Try to establish whether you can actually have an impact upon decision-making processes in a relationship or group, or whether you are simply part of the clean-up crew for decisions that have already been made. Watch for premature closure or initial consensus while discussing an issue. What arbitrary constraints are placed on the alternatives to be considered? Do rigid procedural devices limit discussion and suppress unusual suggestions?
Refuse to accept the “we-they” dichotomy that cuts you off from outsiders and suggests you should think of them with dehumanizing labels like animals, sinners, queers, rednecks, women’s libbers, teeming masses, and so on.
Suspect appeals that encourage you to detach your feelings from the rest of your being; assert the harmony of mind-body, intellect and emotion, past and present.
Try to encourage independent thinking among group members (as suggested by the strategies in the previous section). Solidify channels of feedback between members, between members and leaders, and from outside evaluators to the group.
Remember that the minority may at times have the only accurate view of the issues. Any worthwhile group should tolerate dissent or be abandoned.
Allow yourself to question commitments if they are no longer appropriate for you. Consistency in the face of contrary evidence is usually not a virtue but a sign of rigidity, delusion, or prejudice. Make an effort to admit past errors and to acknowledge old beliefs and commitments that proved limiting for you.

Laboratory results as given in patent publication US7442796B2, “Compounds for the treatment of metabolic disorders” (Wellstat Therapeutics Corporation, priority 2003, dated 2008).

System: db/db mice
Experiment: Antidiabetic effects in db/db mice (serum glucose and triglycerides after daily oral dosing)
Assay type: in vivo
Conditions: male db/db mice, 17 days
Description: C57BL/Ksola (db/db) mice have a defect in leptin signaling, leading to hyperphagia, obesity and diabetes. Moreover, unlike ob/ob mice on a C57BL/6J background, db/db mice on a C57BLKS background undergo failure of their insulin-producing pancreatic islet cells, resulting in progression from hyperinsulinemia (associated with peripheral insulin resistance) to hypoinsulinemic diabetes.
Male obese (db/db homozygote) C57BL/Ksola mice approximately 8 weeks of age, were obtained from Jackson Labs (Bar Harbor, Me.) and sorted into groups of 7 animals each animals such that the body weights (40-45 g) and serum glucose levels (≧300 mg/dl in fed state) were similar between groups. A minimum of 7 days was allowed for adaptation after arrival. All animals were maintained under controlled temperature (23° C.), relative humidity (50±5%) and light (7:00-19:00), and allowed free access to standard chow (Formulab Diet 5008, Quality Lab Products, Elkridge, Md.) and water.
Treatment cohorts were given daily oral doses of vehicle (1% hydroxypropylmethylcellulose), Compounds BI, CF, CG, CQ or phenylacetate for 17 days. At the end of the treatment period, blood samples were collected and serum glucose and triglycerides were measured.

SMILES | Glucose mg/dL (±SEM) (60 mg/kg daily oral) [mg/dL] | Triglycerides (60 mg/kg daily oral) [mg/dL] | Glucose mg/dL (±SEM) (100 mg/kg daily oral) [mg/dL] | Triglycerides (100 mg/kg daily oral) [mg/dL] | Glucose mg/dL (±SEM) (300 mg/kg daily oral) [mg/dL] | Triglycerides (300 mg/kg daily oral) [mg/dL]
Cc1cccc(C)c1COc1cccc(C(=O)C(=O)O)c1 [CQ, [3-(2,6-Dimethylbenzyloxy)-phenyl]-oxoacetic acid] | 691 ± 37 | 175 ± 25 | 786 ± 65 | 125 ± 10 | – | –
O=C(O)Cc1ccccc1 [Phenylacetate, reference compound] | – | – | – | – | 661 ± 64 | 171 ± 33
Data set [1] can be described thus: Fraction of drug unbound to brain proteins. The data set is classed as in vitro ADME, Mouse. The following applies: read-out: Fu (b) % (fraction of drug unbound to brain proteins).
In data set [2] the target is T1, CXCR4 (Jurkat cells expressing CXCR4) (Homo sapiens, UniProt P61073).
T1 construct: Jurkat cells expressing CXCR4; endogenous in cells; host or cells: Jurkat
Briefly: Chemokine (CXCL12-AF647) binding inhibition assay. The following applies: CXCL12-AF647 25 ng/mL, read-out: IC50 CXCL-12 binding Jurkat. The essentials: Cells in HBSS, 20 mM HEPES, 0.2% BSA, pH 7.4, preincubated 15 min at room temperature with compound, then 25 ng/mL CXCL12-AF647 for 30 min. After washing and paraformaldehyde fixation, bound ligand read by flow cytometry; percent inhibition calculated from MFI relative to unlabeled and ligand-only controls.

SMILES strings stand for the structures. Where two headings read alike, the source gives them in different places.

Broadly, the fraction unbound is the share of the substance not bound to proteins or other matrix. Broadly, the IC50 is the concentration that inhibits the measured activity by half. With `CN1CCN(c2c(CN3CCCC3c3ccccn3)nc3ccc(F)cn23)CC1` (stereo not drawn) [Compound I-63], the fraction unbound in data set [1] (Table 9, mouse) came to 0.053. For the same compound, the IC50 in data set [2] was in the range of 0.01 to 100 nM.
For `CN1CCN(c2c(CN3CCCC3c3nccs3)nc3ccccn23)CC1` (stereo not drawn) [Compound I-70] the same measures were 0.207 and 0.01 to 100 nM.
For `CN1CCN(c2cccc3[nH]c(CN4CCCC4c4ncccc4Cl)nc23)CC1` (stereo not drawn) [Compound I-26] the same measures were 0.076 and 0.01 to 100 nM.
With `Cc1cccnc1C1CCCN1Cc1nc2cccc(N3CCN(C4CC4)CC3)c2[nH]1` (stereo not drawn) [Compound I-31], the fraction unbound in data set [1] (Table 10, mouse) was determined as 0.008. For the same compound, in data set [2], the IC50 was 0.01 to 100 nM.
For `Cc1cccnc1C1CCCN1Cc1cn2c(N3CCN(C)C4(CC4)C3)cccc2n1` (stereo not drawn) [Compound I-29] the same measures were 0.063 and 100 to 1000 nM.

Continually seek outside information, reality checks, and critical appraisals of what you are doing.
Maintain outside interests and sources of social support and reject the appeal that devotion to the cause requires severing ties to outsiders. Battered wives, religious converts, undercover agents, mafia informants, and inmates of prisons and mental hospitals all suffer from impoverished connections to outside systems.
Family and friends should leave the path back home open. Your unconditional accessibility to those who have strayed, no matter what they’ve done or said, may be hteir only hope. Disowning children, friends, or relatives when you disapprove of their decisions is much less effective in the long run than a gentle hand and some warm words. “Love-bombing” is the favorite tactic of most cults, because it works best among the love-deprived, those to whom we have not given love.